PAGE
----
Fuel cell pulls hydrogen out of bacteria

New method from Penn State researchers and Ion Power is said to yield four times more hydrogen than ordinary fermentation processes.

Michael Kanellos Staff Writer, CNET News.com
Michael Kanellos is editor at large at CNET News.com, where he covers hardware, research and development, start-ups and the tech industry overseas.
Michael Kanellos
2 min read
A future source of energy may be festering in your bathroom sink.

Researchers at Penn State University and Ion Power have developed a process for fuel cells that can harvest the hydrogen produced when bacteria consume organic matter. The process can yield four times more hydrogen than the ordinary fermentation process.

The process also doesn't require external oxygen and can use a wider variety of organic material, or biomass, than can be used in the fermentation process.

"We can theoretically use our MFC (microbial fuel cell) to obtain high yields of hydrogen from any biodegradable, dissolved, organic matter--human, agricultural or industrial wastewater," Bruce Logan, the Kappe professor of environmental engineering at Penn State, said in a statement. "While there is likely insufficient waste biomass to sustain a global hydrogen economy, this form of renewable energy production may help offset the substantial costs of wastewater treatment as well as provide a contribution to nations able to harness hydrogen as an energy source."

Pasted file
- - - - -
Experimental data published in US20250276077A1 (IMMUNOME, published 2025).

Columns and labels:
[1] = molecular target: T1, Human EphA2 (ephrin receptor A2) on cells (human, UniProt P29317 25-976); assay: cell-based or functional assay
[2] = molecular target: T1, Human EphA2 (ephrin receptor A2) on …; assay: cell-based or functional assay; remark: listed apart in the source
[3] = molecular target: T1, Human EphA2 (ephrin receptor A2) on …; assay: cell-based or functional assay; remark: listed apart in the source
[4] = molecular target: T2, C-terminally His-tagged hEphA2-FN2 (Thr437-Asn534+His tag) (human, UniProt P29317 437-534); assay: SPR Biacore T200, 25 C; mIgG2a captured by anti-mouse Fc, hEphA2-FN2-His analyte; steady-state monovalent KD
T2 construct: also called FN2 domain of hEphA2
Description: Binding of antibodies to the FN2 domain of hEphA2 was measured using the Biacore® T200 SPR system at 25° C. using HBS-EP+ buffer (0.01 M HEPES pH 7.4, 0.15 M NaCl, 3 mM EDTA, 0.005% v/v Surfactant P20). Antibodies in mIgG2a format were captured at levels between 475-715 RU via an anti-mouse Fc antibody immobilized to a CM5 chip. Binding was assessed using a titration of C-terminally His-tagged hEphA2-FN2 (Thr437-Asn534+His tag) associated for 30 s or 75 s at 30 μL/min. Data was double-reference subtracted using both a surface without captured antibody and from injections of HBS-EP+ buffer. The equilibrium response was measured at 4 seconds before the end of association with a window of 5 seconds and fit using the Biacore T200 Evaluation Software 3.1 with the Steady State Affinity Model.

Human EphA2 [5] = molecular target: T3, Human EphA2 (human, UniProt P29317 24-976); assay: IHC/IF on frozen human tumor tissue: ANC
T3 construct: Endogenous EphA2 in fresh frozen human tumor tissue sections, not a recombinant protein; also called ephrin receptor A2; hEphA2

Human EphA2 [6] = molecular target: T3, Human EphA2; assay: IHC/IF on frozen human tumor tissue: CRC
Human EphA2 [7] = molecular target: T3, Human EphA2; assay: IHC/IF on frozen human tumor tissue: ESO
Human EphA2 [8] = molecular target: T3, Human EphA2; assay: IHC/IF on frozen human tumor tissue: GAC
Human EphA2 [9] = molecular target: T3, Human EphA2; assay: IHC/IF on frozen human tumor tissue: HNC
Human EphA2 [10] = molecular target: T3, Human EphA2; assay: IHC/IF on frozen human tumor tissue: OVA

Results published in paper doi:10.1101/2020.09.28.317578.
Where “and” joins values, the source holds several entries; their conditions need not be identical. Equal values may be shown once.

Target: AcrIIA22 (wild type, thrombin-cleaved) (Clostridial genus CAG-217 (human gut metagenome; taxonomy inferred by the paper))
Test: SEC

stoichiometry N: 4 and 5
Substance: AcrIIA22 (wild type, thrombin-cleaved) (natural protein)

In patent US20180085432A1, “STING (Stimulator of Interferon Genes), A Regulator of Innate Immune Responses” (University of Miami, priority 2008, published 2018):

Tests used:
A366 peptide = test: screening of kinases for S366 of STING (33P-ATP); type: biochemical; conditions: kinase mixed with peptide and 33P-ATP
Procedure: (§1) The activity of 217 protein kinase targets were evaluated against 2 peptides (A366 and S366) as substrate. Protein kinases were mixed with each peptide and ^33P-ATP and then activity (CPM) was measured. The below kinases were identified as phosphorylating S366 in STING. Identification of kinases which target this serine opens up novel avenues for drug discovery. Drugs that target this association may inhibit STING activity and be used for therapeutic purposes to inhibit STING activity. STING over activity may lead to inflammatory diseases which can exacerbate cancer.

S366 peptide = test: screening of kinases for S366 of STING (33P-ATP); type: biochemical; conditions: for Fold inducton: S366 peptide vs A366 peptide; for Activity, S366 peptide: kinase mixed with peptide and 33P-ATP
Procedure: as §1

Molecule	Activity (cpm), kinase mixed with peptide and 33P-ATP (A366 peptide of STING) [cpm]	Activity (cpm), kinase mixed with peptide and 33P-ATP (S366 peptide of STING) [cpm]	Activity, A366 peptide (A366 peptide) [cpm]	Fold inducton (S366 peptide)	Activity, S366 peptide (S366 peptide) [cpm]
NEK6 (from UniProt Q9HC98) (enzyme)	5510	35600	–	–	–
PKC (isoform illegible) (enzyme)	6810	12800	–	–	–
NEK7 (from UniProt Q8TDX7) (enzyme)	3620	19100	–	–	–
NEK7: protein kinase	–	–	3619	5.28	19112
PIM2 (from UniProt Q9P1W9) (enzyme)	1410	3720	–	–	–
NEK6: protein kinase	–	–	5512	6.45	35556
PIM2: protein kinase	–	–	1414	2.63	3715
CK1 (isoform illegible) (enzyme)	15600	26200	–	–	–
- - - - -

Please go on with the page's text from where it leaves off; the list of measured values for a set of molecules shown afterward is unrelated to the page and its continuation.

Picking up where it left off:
The MFC can produce more hydrogen than normal because byproducts of the fermentation reaction can yield additional hydrogen. Typically in fermentation, bacteria consume carbohydrates and release hydrogen and "dead end" fermentation products like acetic acid that the bacteria can't break down.

By applying about 0.25 volts of electricity, the bacteria can leap over the so-called fermentation barrier and break the acetic acid into hydrogen and carbon dioxide.

In turn, a fuel cell produces power by stripping the electron from hydrogen atoms and then letting the remaining proton combine with other molecules.

Biomass, along with solar and wave power, is one of a number of alternative energy technologies that have begun to garner more interest from scientists and investors in the past two years.

The new approach is described in a paper by Logan and other researchers titled "Electrochemically Assisted Microbial Production of Hydrogen from Acetate" published by Environmental Science and Technology.